The McCain-Palin campaign is now refusing
to answer questions about the one Trooper-Gate investigation they're cooperating with.
That's the investigation, of course, that's being conducted by the state personnel board, whose members are appointed by the governor.
Referring to the state's investigator, Timothy Petumenos, campaign spokeswoman Meg Stapleton told reporters Tuesday: "He has asked to keep things confidential, so we will respect those wishes."
The McCain-Palin camp's tight-lipped approach stands in contrast to its willingness to talk freely about the state legislature's independent investigation, which the campaign has refused to cooperate with.
In recent weeks, the campaign has sent a team of lawyers and PR pros to Alaska to badmouth the probe as politically motivated -- despite a bipartisan 12-0 vote to launch the investigation. McCain aides, including Stapleton, have publicly questioned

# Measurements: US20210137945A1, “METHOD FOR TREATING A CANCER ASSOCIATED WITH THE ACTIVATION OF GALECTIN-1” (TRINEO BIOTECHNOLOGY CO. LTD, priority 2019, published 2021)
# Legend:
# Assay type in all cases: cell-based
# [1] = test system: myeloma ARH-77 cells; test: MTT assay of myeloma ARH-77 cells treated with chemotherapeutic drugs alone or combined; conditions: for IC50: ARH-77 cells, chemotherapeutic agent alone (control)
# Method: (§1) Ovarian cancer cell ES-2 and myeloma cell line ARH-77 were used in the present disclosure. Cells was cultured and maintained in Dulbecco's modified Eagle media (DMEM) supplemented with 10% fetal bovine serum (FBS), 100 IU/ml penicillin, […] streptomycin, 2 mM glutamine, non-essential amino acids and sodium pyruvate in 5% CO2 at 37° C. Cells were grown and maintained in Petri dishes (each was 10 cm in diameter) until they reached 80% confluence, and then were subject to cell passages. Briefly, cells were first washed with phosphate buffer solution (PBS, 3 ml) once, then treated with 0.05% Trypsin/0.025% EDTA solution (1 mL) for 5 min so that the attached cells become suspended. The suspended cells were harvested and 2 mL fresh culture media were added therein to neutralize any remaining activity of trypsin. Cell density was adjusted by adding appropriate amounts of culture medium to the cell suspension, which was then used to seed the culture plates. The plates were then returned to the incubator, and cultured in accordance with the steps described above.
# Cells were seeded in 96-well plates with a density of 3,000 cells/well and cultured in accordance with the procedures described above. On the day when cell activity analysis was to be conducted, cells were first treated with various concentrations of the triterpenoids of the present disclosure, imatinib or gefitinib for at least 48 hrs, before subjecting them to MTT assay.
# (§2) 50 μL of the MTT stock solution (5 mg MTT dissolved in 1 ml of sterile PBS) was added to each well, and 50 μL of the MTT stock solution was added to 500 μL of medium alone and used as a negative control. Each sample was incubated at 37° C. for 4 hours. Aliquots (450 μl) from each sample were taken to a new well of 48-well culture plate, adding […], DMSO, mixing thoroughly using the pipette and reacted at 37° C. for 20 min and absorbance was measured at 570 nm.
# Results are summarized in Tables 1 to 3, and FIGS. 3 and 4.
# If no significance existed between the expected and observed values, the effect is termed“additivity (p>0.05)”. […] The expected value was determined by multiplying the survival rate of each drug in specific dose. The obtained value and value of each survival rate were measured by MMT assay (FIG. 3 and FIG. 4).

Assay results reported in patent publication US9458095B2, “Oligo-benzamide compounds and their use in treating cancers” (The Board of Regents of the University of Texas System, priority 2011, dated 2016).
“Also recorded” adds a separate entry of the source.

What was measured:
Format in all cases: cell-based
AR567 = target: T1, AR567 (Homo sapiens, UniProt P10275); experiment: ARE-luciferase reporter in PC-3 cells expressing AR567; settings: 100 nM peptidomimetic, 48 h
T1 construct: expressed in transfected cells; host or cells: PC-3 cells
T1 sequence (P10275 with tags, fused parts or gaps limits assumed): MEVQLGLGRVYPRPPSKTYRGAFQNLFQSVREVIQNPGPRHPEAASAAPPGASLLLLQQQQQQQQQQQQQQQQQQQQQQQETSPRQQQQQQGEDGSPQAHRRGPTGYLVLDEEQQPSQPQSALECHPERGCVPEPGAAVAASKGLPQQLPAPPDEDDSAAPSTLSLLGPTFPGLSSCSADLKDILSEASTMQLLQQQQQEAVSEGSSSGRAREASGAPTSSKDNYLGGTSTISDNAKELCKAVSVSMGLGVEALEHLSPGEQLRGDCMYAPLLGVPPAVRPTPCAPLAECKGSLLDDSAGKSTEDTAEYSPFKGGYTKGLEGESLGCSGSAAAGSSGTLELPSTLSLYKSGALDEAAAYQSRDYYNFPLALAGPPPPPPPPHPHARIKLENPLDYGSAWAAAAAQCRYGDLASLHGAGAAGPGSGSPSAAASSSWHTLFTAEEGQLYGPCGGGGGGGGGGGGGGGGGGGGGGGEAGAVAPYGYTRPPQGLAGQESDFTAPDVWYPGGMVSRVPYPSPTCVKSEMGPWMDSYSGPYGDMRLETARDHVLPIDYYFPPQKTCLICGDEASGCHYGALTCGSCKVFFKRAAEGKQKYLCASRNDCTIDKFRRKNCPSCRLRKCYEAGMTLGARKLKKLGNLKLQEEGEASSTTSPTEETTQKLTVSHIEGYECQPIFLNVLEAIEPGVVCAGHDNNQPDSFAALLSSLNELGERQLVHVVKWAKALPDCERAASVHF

the impartiality of Hollis French and Kim Elton, the Democratic legislators overseeing the investigation, as well independent investigator Steve Branchflower. They have disparaged the record of Walt Monegan, the veteran and widely respected former public safety commissioner whose firing is at the heart of the case. And they have argued that the legislature lacks jurisdiction to pursue the matter -- an argument that appears to have little legal standing.
It's also worth noting that CNN has been taken in a bit by the McCain camp's spin. The headline and lead two paragraphs of the CNN story fail to make clear that the investigation in question is the state probe -- which likely won't be completed until after the election, and is being overseen by state employees ultimately answerable to the governor -- rather than the independent investigation being conducted by the legislature. A CNN story from Monday fell into a similar trap